Every day, it seems like a new diet appears on the scene with advocates professing the many reasons why it’s superior to the rest. Two of the most consistently popular diet trends are low-fat diets and low-carbohydrate diets. Which begs the question: Which one is better than the other when it comes to weight loss for your bariatric patients?
New research, published last month in the Journal of the American Medical Association (JAMA), pits the two diets together toward a surprising conclusion: Neither trumps the other when it comes to facilitating weight loss.
Here’s a closer look at the study, along with what it means for the bariatric diet and nutritional counseling for bariatric patients.
After conducting a 12-month randomized trial of more than 600 overweight adults during which participants followed either the healthy low-fat (HLF) diet or healthy low-carbohydrate (HLF) diet, the study determined that “there was no significant difference in 12-month weight loss between the HLF and HLC diets, and neither genotype pattern nor baseline insulin secretion was associated with the dietary effects on weight loss.”
In fact, all participants in the study lost weight and maintained that weight loss at the same pace over the same period of time. The takeaway: While dietary modification is an integral part of any weight loss plan, no single dietary strategy is superior to another.
But the results of the study are also accompanied by an important caveat: Neither the HLF or the HLF diet was actually “low-fat” or “low-carb” in the most rigorous sense. Rather, each adopted a more moderate approach — especially when compared to the latest diet du jour, the ketogenic diet, which eschews all carbs and sugar while espousing fatty foods.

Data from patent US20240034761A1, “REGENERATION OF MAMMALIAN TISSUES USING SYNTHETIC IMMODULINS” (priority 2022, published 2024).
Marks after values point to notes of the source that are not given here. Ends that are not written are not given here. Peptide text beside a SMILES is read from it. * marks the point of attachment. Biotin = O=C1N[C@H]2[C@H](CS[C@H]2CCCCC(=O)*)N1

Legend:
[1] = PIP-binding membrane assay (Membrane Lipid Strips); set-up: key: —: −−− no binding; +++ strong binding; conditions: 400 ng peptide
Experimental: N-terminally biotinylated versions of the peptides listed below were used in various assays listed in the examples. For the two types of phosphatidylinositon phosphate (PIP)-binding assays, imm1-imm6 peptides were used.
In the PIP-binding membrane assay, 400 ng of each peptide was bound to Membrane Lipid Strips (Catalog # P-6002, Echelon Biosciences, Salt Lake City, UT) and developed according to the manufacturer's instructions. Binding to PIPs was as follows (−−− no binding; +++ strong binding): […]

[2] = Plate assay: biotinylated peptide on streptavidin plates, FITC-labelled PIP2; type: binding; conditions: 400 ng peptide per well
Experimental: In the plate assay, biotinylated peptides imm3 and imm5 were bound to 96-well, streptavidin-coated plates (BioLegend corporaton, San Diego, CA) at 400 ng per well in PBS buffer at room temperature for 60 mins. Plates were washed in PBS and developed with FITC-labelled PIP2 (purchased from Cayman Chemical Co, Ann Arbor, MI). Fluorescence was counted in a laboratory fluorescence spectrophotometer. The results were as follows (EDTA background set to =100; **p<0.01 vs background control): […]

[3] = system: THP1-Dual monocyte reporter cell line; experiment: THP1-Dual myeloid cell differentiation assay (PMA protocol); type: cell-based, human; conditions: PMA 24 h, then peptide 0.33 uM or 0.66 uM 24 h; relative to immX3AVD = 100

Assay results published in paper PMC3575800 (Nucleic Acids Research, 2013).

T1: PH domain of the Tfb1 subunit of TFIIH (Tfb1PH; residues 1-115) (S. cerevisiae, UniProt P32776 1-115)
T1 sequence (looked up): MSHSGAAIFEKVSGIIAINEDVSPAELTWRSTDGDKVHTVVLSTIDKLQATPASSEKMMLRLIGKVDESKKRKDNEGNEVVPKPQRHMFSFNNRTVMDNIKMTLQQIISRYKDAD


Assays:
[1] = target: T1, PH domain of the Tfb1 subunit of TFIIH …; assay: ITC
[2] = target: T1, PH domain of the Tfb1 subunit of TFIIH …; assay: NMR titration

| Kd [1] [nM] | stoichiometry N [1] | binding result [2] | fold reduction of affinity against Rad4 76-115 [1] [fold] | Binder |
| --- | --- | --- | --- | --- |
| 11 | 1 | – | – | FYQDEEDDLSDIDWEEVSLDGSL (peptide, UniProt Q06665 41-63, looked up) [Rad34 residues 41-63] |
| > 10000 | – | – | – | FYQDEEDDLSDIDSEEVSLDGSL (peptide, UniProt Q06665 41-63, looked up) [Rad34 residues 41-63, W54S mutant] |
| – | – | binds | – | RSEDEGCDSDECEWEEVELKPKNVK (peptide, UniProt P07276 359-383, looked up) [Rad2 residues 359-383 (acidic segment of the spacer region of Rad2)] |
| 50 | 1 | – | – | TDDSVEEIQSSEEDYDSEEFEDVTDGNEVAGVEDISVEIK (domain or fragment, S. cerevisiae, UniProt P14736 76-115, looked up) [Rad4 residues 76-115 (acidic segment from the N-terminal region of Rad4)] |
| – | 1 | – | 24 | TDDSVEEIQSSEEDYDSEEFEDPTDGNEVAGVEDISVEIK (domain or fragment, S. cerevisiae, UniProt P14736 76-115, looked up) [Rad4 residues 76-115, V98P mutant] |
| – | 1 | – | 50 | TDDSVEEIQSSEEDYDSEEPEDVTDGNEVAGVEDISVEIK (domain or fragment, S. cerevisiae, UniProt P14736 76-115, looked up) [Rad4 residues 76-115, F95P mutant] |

Explains Business Insider, “All the participants were told to ramp up their intake of vegetables and slash their consumption of added sugars and refined grains — two nuggets of nutritional wisdom that the vast majority of Americans have yet to incorporate into their daily lives.”
In fact, after the initial two weeks of the year-long trial, the study shed rules about counting carbs and fats and instead directed all participants toward healthy choices. Specifically, participants were told to “maximize vegetable intake” through veggies like kale and bell peppers while limiting their intake of added sugars and refined flours — ingredients which constitute the majority of carbs eaten by the average American, and which are major contributors to the obesity epidemic with links to other major diseases, such as diabetes and heart disease.
Participants in both groups also leaned toward protein-rich foods, a phenomenon which researchers attribute to their filling nature.
Both approaches essentially boiled down to the same thing: a plant-based diet. This is also consistent with the latest findings from U.S. News & World Report, which identifies plant-based diets like the Mediterranean Diet and the Flexitarian Diet as “good for the environment, your heart, your weight, and your overall health.”
Concludes Business Insider, “The bigger takeaway from the study, then, seems to be that any eating program that curbs your intake of refined carbs and added sugars while prioritizing vegetables, proteins, and whole grains can help you lose weight.”
This is great news for dietitians as it confirms what we already know while simultaneously reinforcing the importance of educating bariatric patients about the basics of healthy eating — no fad dieting required.
One of the simplest ways to set your bariatric patients on the path to success is to provide them with specific guidance regarding what to eat and what to avoid without burdening them with the task of calorie counting and portion measuring.
You can further support their efforts by steering bariatric patients toward bariatric diet products like Achieve from Rational Foods. Not only are these plant-based bariatric meal replacements high in protein and low in calories, but they couldn’t be easier to incorporate into daily life.